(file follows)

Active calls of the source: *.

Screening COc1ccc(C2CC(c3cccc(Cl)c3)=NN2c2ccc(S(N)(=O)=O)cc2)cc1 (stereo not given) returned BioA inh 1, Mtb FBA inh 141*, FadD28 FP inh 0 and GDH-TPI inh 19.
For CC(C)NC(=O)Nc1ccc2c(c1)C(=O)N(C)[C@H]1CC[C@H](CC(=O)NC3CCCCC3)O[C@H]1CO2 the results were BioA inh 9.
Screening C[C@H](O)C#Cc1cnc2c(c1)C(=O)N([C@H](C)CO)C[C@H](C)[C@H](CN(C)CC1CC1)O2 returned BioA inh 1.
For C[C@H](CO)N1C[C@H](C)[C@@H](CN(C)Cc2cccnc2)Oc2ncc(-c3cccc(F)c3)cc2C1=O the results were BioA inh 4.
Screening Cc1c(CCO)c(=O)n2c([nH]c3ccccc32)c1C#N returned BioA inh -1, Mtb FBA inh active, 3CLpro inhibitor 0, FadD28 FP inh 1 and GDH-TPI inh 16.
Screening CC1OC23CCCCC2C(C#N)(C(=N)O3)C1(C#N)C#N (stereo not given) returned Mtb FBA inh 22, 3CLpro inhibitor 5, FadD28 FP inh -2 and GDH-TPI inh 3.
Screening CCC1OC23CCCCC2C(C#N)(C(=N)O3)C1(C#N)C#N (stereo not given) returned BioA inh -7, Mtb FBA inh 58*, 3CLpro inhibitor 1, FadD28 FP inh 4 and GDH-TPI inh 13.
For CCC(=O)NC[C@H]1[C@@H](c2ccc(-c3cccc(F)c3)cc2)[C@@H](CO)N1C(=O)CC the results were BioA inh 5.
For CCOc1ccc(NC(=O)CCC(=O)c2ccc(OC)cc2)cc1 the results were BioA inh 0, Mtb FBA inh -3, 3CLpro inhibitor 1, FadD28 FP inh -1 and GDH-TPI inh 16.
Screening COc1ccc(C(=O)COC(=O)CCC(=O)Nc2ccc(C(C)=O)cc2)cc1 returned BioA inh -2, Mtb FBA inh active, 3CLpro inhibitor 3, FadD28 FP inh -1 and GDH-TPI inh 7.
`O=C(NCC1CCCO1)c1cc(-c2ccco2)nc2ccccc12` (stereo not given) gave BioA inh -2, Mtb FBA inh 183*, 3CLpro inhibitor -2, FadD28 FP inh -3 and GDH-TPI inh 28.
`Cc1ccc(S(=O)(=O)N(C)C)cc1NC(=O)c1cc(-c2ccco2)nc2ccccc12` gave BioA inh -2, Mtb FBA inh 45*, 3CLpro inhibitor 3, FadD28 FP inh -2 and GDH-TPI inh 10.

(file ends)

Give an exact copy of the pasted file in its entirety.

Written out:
Active calls of the source: *.

Screening COc1ccc(C2CC(c3cccc(Cl)c3)=NN2c2ccc(S(N)(=O)=O)cc2)cc1 (stereo not given) returned BioA inh 1, Mtb FBA inh 141*, FadD28 FP inh 0 and GDH-TPI inh 19.
For CC(C)NC(=O)Nc1ccc2c(c1)C(=O)N(C)[C@H]1CC[C@H](CC(=O)NC3CCCCC3)O[C@H]1CO2 the results were BioA inh 9.
Screening C[C@H](O)C#Cc1cnc2c(c1)C(=O)N([C@H](C)CO)C[C@H](C)[C@H](CN(C)CC1CC1)O2 returned BioA inh 1.
For C[C@H](CO)N1C[C@H](C)[C@@H](CN(C)Cc2cccnc2)Oc2ncc(-c3cccc(F)c3)cc2C1=O the results were BioA inh 4.
Screening Cc1c(CCO)c(=O)n2c([nH]c3ccccc32)c1C#N returned BioA inh -1, Mtb FBA inh active, 3CLpro inhibitor 0, FadD28 FP inh 1 and GDH-TPI inh 16.
Screening CC1OC23CCCCC2C(C#N)(C(=N)O3)C1(C#N)C#N (stereo not given) returned Mtb FBA inh 22, 3CLpro inhibitor 5, FadD28 FP inh -2 and GDH-TPI inh 3.
Screening CCC1OC23CCCCC2C(C#N)(C(=N)O3)C1(C#N)C#N (stereo not given) returned BioA inh -7, Mtb FBA inh 58*, 3CLpro inhibitor 1, FadD28 FP inh 4 and GDH-TPI inh 13.
For CCC(=O)NC[C@H]1[C@@H](c2ccc(-c3cccc(F)c3)cc2)[C@@H](CO)N1C(=O)CC the results were BioA inh 5.
For CCOc1ccc(NC(=O)CCC(=O)c2ccc(OC)cc2)cc1 the results were BioA inh 0, Mtb FBA inh -3, 3CLpro inhibitor 1, FadD28 FP inh -1 and GDH-TPI inh 16.
Screening COc1ccc(C(=O)COC(=O)CCC(=O)Nc2ccc(C(C)=O)cc2)cc1 returned BioA inh -2, Mtb FBA inh active, 3CLpro inhibitor 3, FadD28 FP inh -1 and GDH-TPI inh 7.
`O=C(NCC1CCCO1)c1cc(-c2ccco2)nc2ccccc12` (stereo not given) gave BioA inh -2, Mtb FBA inh 183*, 3CLpro inhibitor -2, FadD28 FP inh -3 and GDH-TPI inh 28.
`Cc1ccc(S(=O)(=O)N(C)C)cc1NC(=O)c1cc(-c2ccco2)nc2ccccc12` gave BioA inh -2, Mtb FBA inh 45*, 3CLpro inhibitor 3, FadD28 FP inh -2 and GDH-TPI inh 10.